Connect to share and comment
Suspected Jewish extremists punctured the tyres of more than 20 Palestinian cars in an east Jerusalem neighbourhood and scrawled graffiti nearby in an apparent "price tag" attack, an AFP correspondent said on Monday.
Perpetrators drew a Star of David on one of the cars vandalised in the Beit Hanina neighbourhood, and on the wall of a nearby home they wrote "we won't be silent on stone throwing".
The attack took place a short distance from the shopping mall of the adjacent settler neighbourhood of Pisgat Zeev.
Police put the number of cars vandalised at 21 and said they had opened an investigation.
"Price tag" attacks are the name used for Jewish extremist hate crimes that generally target Arabs.
Initially carried out against Palestinians in retaliation for state moves to dismantle unauthorised settler outposts, price tag attacks have become a much broader phenomenon with racist and xenophobic overtones.
Last week 28 cars were vandalised in Arab-Israeli town Abu Ghosh with racist graffiti scrawled nearby in an attack that evoked strong condemnation from the Israeli political establishment. President Shimon Peres was on Monday to hold a solidarity visit to the town which lies west of Jerusalem.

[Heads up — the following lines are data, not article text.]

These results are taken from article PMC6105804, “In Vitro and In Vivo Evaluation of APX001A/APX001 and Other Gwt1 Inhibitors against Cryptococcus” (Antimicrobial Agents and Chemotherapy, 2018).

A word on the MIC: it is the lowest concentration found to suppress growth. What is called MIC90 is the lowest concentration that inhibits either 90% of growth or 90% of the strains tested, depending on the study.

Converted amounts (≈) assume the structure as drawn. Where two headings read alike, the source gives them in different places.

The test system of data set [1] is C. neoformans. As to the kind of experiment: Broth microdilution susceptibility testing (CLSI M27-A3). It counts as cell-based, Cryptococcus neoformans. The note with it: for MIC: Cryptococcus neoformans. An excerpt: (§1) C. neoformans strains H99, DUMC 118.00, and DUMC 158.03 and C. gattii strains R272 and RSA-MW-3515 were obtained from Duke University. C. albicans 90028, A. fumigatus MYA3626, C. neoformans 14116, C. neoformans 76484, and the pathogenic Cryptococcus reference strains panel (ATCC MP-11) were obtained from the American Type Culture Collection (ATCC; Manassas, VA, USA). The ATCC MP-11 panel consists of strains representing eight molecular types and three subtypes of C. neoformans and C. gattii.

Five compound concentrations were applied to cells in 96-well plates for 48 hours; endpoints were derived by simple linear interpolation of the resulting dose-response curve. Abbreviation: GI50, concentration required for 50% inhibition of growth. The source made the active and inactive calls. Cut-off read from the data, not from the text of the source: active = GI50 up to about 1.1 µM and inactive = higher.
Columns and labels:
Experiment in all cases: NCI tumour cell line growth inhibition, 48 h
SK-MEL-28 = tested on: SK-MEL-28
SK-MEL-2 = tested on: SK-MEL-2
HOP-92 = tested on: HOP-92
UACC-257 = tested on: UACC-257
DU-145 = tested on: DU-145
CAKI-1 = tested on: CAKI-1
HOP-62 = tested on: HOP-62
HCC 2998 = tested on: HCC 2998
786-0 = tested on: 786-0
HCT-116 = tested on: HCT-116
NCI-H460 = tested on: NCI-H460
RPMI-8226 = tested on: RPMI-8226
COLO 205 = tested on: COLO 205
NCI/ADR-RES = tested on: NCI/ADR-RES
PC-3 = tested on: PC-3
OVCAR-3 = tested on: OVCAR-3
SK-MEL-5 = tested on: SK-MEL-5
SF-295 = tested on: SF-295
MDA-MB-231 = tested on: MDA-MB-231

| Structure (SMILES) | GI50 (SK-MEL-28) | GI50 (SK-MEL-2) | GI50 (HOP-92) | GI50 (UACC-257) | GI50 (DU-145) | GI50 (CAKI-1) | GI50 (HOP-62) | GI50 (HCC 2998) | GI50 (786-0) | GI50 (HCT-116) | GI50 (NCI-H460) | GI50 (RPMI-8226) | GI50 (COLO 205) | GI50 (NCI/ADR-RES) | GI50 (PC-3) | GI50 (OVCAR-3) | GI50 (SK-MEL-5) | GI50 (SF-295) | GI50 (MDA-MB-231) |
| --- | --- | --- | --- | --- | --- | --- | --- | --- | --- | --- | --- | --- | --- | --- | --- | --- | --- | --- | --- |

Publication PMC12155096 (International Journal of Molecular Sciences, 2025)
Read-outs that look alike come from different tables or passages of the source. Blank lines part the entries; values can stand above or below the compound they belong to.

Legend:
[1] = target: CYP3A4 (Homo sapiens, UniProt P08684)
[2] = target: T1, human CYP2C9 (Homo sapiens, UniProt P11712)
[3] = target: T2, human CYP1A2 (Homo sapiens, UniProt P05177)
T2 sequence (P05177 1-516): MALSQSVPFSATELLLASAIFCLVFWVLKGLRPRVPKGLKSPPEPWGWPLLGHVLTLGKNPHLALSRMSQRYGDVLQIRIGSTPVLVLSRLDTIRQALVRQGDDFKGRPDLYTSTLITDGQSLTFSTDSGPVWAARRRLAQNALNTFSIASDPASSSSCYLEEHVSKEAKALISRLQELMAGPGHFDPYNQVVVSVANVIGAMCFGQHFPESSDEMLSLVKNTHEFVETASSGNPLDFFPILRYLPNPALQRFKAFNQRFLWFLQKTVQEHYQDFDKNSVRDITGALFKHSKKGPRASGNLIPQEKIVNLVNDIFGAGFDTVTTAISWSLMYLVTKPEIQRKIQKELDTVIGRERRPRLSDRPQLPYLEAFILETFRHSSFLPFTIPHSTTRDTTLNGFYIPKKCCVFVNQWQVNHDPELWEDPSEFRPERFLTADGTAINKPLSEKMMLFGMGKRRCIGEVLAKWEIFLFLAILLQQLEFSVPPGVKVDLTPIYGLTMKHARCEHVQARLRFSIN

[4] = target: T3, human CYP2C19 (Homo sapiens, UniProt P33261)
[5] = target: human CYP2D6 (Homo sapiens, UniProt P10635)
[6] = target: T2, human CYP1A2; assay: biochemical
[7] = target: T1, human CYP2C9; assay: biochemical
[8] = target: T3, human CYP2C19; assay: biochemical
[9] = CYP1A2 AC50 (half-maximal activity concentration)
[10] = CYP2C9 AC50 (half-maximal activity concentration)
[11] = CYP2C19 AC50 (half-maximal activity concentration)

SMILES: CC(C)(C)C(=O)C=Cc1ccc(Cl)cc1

Earlier this month two vehicles were burnt in an east Jerusalem neighbourhood, with the words "price tag" graffitied nearby and in a separate attack, graves were desecrated in an Arab Christian cemetery in Jaffa.
The Israeli cabinet has recently decided to define "price tag" suspects as part of "unlawful organisations", stopping short of the original justice ministry proposal to call their acts "terrorism".
A police official recently told a parliamentary committee that in 2012 they had opened 623 files on price tag attacks, arrested 200 people and served 123 indictments in connection with such acts.
This year, the official said, police had opened 165 files on attacks, arrested 76 suspects and served 31 indictments, stressing these crimes were considered ideologically motivated "nationalistic crimes" and were a "top priority" for police.